September 8, 2021
“Not a Good Fit”: Why Firing an Employee May Make Business Sense
3 min read
This video and blog is part of my ongoing series covering business ownership, entrepreneurship, human resources and leadership. If you’ve ever been curious on what it takes to be an independent insurance agent or even just a small business owner, these are definitely the blogs for you.
Why the termination process doesn’t have to be scary
I'd like to talk to you for just a minute about something really exciting. What's that, you ask? Firing people.
"Wait, Tony, firing people is unpleasant. Firing people is awful," is what you're thinking. I know that's true. And here's Tony saying, "It's exciting."
Here’s why I think terminating an employee can actually be a good opportunity. Jack Welch was the CEO of General Electric in the 80s and 90s when it experienced its greatest growth. One of the things that he insisted that his managers do was grow their business by 20% a year if they wanted to keep their jobs. The other thing he insisted that they do was get rid of poor-performing employees. And I think that's really important.
When you have the wrong people in a spot, you need to do something about it.
It’s not just about their job performance
My observation has been that small business people are willing to accept chronic pain almost forever. What do I mean by that?
They have people that don't fit their business. They don't fit the role they're in. They don't work as hard as the business owners think they should.
And yet, they're the “only person in that role we've got,” so we don't want to go through the inconvenience of replacing them. That kind of thinking holds the business back. That thinking prevents that business from doing what Jack Welch's companies always did, which was to grow and grow very strongly.
Going beyond the performance improvement plan
Keeping an employee in an ill-suited role is also not good for that employee. Nobody can come to work every day knowing that they aren't very good at their job and actually be motivated and excited about being there. They can't feel like they're doing great things with their life.
When you have somebody in the wrong position and you're the one that put them there, you're hurting them as well as the business.
When you can recognize that, do what really successful companies like General Electric do. They suffer acute pain, not chronic pain. They rip the band-aid off, get the problem over with, deal with the inconvenience and grow.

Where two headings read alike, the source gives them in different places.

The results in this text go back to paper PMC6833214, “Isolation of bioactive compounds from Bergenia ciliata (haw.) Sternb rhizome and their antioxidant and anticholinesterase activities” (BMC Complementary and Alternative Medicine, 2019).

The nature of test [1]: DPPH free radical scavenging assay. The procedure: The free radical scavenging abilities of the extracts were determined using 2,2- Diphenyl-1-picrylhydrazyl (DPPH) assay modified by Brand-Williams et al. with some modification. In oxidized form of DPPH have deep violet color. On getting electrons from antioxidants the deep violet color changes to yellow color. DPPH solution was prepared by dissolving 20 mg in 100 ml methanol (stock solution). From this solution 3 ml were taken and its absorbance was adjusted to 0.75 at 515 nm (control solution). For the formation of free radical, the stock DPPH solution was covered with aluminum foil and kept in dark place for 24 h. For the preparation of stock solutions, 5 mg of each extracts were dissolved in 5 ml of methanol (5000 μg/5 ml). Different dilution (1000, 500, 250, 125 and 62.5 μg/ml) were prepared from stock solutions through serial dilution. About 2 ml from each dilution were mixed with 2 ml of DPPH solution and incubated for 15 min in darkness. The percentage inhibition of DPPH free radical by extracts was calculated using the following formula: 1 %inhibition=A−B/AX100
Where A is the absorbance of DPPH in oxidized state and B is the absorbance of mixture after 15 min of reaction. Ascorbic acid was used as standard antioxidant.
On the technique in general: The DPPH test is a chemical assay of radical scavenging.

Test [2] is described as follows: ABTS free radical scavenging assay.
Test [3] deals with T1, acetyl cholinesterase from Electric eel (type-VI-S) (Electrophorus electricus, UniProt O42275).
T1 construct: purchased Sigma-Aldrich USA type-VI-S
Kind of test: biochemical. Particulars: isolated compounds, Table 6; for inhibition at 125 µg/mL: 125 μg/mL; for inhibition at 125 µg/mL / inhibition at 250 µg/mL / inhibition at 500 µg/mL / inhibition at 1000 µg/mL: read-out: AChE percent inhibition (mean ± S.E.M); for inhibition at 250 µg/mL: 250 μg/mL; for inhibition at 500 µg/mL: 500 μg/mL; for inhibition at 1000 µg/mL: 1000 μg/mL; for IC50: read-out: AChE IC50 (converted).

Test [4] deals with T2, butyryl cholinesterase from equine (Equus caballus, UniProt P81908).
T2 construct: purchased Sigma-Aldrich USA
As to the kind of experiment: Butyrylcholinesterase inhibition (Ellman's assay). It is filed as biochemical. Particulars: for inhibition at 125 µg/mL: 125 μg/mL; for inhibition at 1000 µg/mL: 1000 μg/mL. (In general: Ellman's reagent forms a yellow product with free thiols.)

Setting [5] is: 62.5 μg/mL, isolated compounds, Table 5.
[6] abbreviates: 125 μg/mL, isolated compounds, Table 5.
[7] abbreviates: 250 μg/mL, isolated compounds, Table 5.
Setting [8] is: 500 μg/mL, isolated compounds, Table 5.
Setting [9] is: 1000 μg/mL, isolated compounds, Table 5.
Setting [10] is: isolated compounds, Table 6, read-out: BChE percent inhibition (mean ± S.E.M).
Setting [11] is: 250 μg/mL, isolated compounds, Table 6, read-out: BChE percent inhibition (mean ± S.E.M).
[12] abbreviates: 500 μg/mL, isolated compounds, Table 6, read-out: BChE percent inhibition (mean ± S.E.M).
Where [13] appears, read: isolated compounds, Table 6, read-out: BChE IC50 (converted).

Dismissing employees — the reality
Firing people really isn't exciting and I was just kidding earlier when I said that. It's actually a really serious matter because, let's face it, you're making a fundamental important change in your business.
You're also messing with people's lives. You want to do it seriously, thoughtfully and humanely.
You can also help your terminated employee find the place they need to be. Just because that employee is not successful on your team, doesn’t mean that person wouldn’t be a wonderful employee for somebody else.
If you take the approach that you're going to do right by your business, by having great people in the spots that you have to fill, you're going to also do well for your business community. That’s because you're going to help people get to where they need to be.
So letting somebody go does not have to be unpleasant, but it's always going to be a little painful. You do have to decide, are you going to suffer forever? Or are you going to rip the bandaid off?
My advice is, you won't get to where you want to be and you won't get there as fast as you want to go until you deal with the issue. It's just unfortunate. You hired the wrong person. You put them in the wrong spot. Fix it.
If you'll do that, you'll be well down the road to the success that you've always dreamed of.
Tony Caldwell is a modern “renaissance man,” who is not only immensely successful in the field of insurance, but is also a writer, children’s advocate, mentor and even a licensed pilot.
Always keen on helping others make their dreams come true, Tony and his team have helped independent agents grow into more than 250 independent agencies. This has made OAA the number one ranked Strategic Master Agency of SIAA for the last 5 years, and one of Oklahoma's 25 Best Companies to Work for.
Tony loves to share his knowledge, insight and wisdom through his bestselling books as well as in free mediums including podcasts and blogs.
Tony and his family are members of Crossings Community Church, and he is very active in community initiatives: he’s chairman of It’s My Community Initiative, Inc., a nonprofit working with disadvantaged people in Oklahoma City; and chairman of the Oklahoma Board of Juvenile Affairs., and he has served through many other organizations including the Salvation Army, Last Frontier Council of the Boy Scouts of America, and the Rotary Club.
In his spare time, Tony enjoys time with his family. He’s also an active outdoorsman and instrument-rated commercial pilot.
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